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How Sparking Employee Engagement Can Elevate Patient Satisfaction

John Commins, for HealthLeaders Media, April 14, 2011
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Jim Harter, chief scientist for workplace management and well-being at Gallup, says data shows a clear link between employee engagement and patient satisfaction. “As organizations improve their engagement levels, there is a positive linear relationship with growth in patient satisfaction and loyalty,” he says. “One of the key questions we ask on our survey is, ‘Do you know what is expected of you at work?’ If your expectations aren’t set around the patient, then you aren’t going to get the same results as they would be if you engage the employee and encourage them to think about the patient.”

Improved employee engagement also means lower turnover and onboarding costs. Adventist Midwest invested $1.8 million over the first 18 months of the program. Using what Garufi called “very conservative numbers,” and estimating that it cost $20,000 to replace a nurse and $5,000 to replace a non-nurse—from cleaning staff to physicians and top executives—the health system saved $3.8 million in turnover costs for the period. “That’s a net return of just over $2 million for an ROI of 112% over one and a half years,” Garufi says.

Adds Russell: “We took this to our board and they loved it.”

While the health system’s leadership has bought into the idea, Russell and Garufi say they constantly have to guard against complacency.

“It is easy for people to get the sense that, ‘Okay, I’ve been rounding my employees for a year and we’ve gotten good results. What do we do now?’ We have to help them see that the answer is: Keep rounding,” Garufi says. “People are attracted to the new and shiny things, which is why we had such great momentum in the first year. Now it’s about keeping them focused.”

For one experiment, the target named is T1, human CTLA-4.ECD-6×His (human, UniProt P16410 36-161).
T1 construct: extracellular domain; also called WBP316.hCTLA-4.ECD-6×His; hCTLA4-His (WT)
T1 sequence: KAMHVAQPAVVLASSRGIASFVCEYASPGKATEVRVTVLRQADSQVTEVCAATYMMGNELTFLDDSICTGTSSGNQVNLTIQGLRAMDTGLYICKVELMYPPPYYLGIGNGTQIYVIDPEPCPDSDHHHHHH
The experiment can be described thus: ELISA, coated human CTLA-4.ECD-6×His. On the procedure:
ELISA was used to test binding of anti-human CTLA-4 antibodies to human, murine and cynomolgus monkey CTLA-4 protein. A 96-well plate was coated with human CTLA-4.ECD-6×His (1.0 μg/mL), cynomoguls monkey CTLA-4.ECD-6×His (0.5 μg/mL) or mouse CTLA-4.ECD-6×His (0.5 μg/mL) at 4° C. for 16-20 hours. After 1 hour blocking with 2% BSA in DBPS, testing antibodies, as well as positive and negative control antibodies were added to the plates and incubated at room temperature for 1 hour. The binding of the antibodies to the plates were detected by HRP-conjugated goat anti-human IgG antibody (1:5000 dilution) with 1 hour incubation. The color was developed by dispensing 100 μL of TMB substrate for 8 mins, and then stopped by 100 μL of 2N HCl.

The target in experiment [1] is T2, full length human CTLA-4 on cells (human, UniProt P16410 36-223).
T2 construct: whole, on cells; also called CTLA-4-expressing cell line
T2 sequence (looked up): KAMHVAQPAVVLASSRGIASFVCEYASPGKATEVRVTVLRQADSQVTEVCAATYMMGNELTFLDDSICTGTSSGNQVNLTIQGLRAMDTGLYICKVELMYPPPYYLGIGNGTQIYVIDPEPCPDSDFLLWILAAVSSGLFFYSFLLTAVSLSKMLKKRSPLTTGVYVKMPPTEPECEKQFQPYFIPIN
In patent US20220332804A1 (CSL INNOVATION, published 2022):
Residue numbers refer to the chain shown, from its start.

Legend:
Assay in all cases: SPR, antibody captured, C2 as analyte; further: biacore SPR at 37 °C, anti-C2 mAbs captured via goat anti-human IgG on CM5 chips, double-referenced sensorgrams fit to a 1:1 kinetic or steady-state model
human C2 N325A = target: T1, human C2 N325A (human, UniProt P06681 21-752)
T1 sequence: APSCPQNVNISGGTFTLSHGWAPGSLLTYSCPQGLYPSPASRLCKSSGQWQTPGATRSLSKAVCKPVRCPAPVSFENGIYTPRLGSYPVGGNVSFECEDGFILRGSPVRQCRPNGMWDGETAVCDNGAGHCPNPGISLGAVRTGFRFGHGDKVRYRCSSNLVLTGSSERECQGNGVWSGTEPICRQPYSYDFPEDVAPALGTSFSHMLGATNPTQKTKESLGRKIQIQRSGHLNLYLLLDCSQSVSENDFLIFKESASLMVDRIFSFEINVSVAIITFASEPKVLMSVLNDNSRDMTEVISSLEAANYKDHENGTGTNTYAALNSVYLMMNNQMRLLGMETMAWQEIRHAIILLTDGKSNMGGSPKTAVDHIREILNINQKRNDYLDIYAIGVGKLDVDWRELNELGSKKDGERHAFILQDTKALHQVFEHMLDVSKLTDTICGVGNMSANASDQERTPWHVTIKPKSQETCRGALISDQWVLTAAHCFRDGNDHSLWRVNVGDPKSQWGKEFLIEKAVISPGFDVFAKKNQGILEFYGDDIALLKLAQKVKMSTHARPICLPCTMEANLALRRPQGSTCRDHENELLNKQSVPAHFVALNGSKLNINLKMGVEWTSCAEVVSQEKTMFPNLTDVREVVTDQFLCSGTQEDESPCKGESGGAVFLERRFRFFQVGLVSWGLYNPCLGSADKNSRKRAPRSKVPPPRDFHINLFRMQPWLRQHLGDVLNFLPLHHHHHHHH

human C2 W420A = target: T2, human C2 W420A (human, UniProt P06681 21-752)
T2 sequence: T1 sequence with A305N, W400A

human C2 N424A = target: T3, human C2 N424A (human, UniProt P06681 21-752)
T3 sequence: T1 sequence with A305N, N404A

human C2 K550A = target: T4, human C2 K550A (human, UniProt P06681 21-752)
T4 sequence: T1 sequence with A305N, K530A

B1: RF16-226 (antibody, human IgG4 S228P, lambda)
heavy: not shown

Russell says rounding questions evolve as the employer of choice program matures. “Early on we were asking ‘Do you have the tools to do your job?’ We still ask that question but now we are asking ‘Where do you want to be in three or five years?’ so we can start succession planning if someone wants to grow,” Russell says. “There is also the background message it sends about the connection between the manager and the employee, and it demonstrates to the employee that they are important to the manager. That is a foundational aspect that is important regardless of questions that are being asked.” 


John Commins is a senior editor with HealthLeaders Media.

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2 comments on "How Sparking Employee Engagement Can Elevate Patient Satisfaction"


Sandra L. Barnes (10/28/2013 at 2:53 PM)
I agree with R Daniel King. Leadership engagement has to preceed employee engagement. Leadership engagement is one of the motivations for employee engagement, and an employee's visiualization of an engaged team.

R Daniel King (5/14/2011 at 5:44 PM)
I am still amazed after reading this article that Studer has not evolved the concept of leadership rounding to leadership engagement. As this article amplifies, engagement is the expectation not walking through or rounding through which unaccountable leadership living in their own reality will immediately adopt to avoid having to learn reality and be accountable for addressing issues learned from engaging a frontline worker.